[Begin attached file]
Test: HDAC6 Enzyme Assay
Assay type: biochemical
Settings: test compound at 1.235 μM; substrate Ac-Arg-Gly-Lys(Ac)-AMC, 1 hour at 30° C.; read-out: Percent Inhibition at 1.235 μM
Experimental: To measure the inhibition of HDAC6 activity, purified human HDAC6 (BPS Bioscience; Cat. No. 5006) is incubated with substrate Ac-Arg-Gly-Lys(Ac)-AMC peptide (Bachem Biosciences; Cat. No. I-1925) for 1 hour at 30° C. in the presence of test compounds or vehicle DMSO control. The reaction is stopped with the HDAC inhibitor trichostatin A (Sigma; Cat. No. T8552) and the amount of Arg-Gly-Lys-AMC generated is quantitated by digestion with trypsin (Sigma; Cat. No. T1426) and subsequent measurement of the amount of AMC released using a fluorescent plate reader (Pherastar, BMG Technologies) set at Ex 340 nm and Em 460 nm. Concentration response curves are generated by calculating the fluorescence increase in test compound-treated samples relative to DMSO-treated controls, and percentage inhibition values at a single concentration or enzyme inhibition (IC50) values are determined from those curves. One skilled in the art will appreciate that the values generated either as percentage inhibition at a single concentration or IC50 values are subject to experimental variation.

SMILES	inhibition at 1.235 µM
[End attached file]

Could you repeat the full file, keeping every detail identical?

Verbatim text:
Test: HDAC6 Enzyme Assay
Assay type: biochemical
Settings: test compound at 1.235 μM; substrate Ac-Arg-Gly-Lys(Ac)-AMC, 1 hour at 30° C.; read-out: Percent Inhibition at 1.235 μM
Experimental: To measure the inhibition of HDAC6 activity, purified human HDAC6 (BPS Bioscience; Cat. No. 5006) is incubated with substrate Ac-Arg-Gly-Lys(Ac)-AMC peptide (Bachem Biosciences; Cat. No. I-1925) for 1 hour at 30° C. in the presence of test compounds or vehicle DMSO control. The reaction is stopped with the HDAC inhibitor trichostatin A (Sigma; Cat. No. T8552) and the amount of Arg-Gly-Lys-AMC generated is quantitated by digestion with trypsin (Sigma; Cat. No. T1426) and subsequent measurement of the amount of AMC released using a fluorescent plate reader (Pherastar, BMG Technologies) set at Ex 340 nm and Em 460 nm. Concentration response curves are generated by calculating the fluorescence increase in test compound-treated samples relative to DMSO-treated controls, and percentage inhibition values at a single concentration or enzyme inhibition (IC50) values are determined from those curves. One skilled in the art will appreciate that the values generated either as percentage inhibition at a single concentration or IC50 values are subject to experimental variation.

SMILES	inhibition at 1.235 µM